I'm a Beekeeper!
For the past few months, I've been preparing to get a beehive. I got the idea suddenly when I was on a train to Toronto: why don't I start a beehive at the cottage? I had already heard a lot about colony collapse disorder, and the mystery of why bees were dying off. On my self sufficiency kick this summer, I thought that getting some honey bees would be a good way to help the population, and make me a little honey on the side. Plus, I think anyone who has read even a little bit about honey bees finds them facinating, with their social structure and dancing.
I had a hard time figuring out how to get started, but I read a few books about beekeeping for absolute beginners and tried to talk to a lot of people about it. Turns out, I had two friends and a coworker who also had bees. I realized that instead of starting one at the cottage, where I would be completely isolated and not have anyone to ask for help, I could join the McGill Community Apiary. There are communal supplies (like the mesh hats, smoker, and tools), and it's great to have a community of people to answer my questions (like..."uhh...so what do I do with these bees when I get them?").
My first step was to order the pieces of the hive. I knew I needed a series of boxes and other various wooden things, but it was Branislav, who founded the McGill Apiary a few years ago, who gave me a list of the essential parts that I needed for a Langstroth hive (the most common type). About a few weeks ago, my materials arrived from Propolis-Etc, a beekeeping supplies company in Quebec. You can buy parts of the hive already assembled and painted, but I chose to save some money by D.I.mYself. My hive costs about $170 (taxes included) for the bottom board, two medium supers (where the bees live and make honey), a feeder for the fall/spring, 20 plastic frames for the bees to make combs over (10 per super), an inner cover, an entrance reducer, and an outer cover.
Hive all assembled and painted.
I'm not very handy, so I enlisted the help of a new friend to help put it together and paint. From what I've read, it's not a huge amount of work to maintain a beehive, but they do need to be checked on every 2 weeks or so, and preparations need to be made in the fall and spring. Therefore, it's helpful to have 2 people share the work of a hive and split the honey at the end (especially when that friend lives within 5 minutes from the hive, instead of 45 minutes like myself).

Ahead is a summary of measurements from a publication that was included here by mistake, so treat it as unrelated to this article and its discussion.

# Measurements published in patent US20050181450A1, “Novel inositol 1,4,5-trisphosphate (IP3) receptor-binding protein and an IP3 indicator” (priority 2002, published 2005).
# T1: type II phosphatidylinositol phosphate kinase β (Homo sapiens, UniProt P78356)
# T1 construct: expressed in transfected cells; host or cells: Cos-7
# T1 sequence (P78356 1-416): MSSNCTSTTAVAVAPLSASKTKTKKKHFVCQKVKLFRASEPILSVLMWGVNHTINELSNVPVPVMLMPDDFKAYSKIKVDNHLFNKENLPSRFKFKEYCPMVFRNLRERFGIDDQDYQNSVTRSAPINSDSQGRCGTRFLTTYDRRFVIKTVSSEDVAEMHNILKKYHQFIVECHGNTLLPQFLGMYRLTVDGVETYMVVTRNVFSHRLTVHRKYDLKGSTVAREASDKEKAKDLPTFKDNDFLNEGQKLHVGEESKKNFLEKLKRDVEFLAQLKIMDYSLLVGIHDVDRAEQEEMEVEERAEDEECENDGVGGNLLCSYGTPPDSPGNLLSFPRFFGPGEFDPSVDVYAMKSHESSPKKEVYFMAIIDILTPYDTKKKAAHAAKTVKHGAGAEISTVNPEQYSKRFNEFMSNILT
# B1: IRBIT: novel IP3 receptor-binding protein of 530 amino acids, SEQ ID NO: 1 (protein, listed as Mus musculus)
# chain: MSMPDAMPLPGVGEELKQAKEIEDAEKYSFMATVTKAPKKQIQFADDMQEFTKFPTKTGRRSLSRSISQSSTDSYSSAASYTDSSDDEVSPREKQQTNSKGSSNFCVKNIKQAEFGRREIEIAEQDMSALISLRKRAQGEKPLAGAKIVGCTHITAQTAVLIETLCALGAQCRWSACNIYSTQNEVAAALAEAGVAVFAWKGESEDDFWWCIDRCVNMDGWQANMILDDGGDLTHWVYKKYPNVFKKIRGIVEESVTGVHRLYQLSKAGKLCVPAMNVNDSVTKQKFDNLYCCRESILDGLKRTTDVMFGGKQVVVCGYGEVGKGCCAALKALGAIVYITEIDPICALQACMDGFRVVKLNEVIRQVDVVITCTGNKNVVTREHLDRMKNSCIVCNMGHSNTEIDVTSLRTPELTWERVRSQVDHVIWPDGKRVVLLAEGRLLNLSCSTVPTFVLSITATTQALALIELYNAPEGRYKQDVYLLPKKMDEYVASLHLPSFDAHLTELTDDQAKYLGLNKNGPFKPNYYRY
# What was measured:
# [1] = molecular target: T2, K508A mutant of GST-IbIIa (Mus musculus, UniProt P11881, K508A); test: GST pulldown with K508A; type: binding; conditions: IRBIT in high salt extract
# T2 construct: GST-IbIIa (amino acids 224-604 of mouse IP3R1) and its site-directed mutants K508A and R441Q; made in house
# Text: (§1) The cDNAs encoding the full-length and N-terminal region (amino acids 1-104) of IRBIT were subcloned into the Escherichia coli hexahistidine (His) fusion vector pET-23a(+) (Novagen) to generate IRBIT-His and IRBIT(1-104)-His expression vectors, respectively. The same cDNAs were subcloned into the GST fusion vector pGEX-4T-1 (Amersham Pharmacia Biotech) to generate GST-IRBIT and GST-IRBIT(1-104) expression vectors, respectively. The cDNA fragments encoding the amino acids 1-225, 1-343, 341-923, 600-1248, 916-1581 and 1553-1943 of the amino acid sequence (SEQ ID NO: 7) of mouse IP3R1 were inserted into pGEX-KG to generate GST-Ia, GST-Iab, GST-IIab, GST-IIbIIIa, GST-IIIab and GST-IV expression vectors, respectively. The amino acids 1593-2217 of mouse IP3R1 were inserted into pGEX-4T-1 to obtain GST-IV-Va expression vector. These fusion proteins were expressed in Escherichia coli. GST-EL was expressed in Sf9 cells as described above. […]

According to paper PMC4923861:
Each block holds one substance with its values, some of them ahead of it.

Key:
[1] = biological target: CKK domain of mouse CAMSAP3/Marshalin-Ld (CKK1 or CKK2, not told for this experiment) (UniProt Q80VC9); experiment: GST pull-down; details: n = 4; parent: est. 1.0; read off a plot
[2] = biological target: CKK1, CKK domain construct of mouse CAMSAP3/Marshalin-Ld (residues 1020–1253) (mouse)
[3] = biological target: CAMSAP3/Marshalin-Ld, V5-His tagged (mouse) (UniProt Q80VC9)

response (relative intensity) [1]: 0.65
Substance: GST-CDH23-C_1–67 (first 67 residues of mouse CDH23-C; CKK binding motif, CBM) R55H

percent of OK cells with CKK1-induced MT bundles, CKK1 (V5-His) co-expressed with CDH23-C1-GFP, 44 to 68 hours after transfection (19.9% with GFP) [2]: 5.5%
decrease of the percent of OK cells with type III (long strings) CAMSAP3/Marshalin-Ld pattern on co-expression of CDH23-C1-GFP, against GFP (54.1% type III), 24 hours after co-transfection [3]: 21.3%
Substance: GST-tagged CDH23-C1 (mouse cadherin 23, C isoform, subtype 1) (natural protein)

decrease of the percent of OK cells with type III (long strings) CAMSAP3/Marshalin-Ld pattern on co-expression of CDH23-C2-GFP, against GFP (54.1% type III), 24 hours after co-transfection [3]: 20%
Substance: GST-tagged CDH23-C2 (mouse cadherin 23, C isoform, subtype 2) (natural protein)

Next part: the bees! I had never even been near a beehive in real life until the day I put mine together. I started second guessing myeslf when I showed up the apiary and realized that I was 2 feet away from someone else's buzzing, very active hive with hundreds of scary bees. Would my hammering and talking anger them, forcing them to turn on me in a massive swarm? Nope. I could sit off to the side of a hive and watch them go in and out without them really caring. They do sting, but it seems like it's most likely when you're standing in their flight path...so stay away from the front entrance!
Once I realized that the bees didn't really care that I was there, I felt more comfortable about what I had just gotten myself into. Over the weekend, Branislav took 4 frames of someone else's hive and put them in my own. The workers were happy to stay in their shiney new hive for a few days without a queen. Then, a queen and a few drones in a little plastic cage were put into my new hive. There is a bunch of sugar plugging the exit of the cage, so within a few days, they eat their way out of the container. By that time, the workers have accepted their new queen. Within a few days, you have to check to make sure the queen is still there (she's marked with a little white dot, which makes it a heck of a lot easier to distinguish a slightly larger bee from hundreds of others).
I checked on my hive on Monday, and am pleased to report that it seems to be going well! I didn't realize that I had to paint the plastic frames with wax because usually the bees won't start putting eggs or honey there without that foundation. So my project today is to melt some leftover beeswax from the apiary and paint it onto my plastic frames.
I had kind of gotten into beekeeping because it sounded interesting and I thought it would be good to help out the overall honey bee population. I did not expect the feeling of wonder and love when I sat next to my complete beehive and watched the worker bees dance their heart out at the entrance of the hive.
And if you don't think bees are cool yet, watch this video:
What's in my Starkist Tuna?
I ate the last can of tuna that I will buy in a long time. I don't really like fish too much to begin with, but I tend to buy canned tuna and eat it occasionally, especially when there isn't much else left in my fridge.
I've heard recently that the Bluefin Tuna is labelled critically endangered by the IUCN. The WWF estimates that the species is in danger of complete collapse. I thought at first that this was used in canned tuna, but I learned that actually, 40% of bluefin is used for sushi in Japan. I looked on the website of the type of tuna I bought, Starkist, but nothing on the label or the website indicated what kind of tuna it was, where it was from, or how it was caught. Whether eating fish is considered sustainable or not really depends on these factors. The Monteray Aquarium Seafood Watch puts out a great guide to what should be avoided, and what types of fish/fishing practices are okay to eat. They also have one about sustainable sushi, for you sushi lovers!
Upon further inspection, I found out that most canned tuna in the US/Canada isn't Bluefin Tuna (phew! I haven't been eating an almost-endangered species for years). It comes from Albacore Tuna, which is more plentiful. However, there are many different ways it can be caught, and some areas are worse than others to fish from. The best choice is to get albacore that has been fished from the US/Canada Pacific by pole-and-line. Since I can't find out about where the Starkist tuna that I had for supper came from, I guess I'll just have to assume that I should avoid it. Long-line tuna caught is the worst (compared to trawl and pole-and-line), not only because it catches the bigger fish which have accumulated more mercury, but because there's also a lot of bycatch. So I think I've made the right choice here: less mercury in my body, and less dead marine mammals, turtles, and other fish and invertebrates.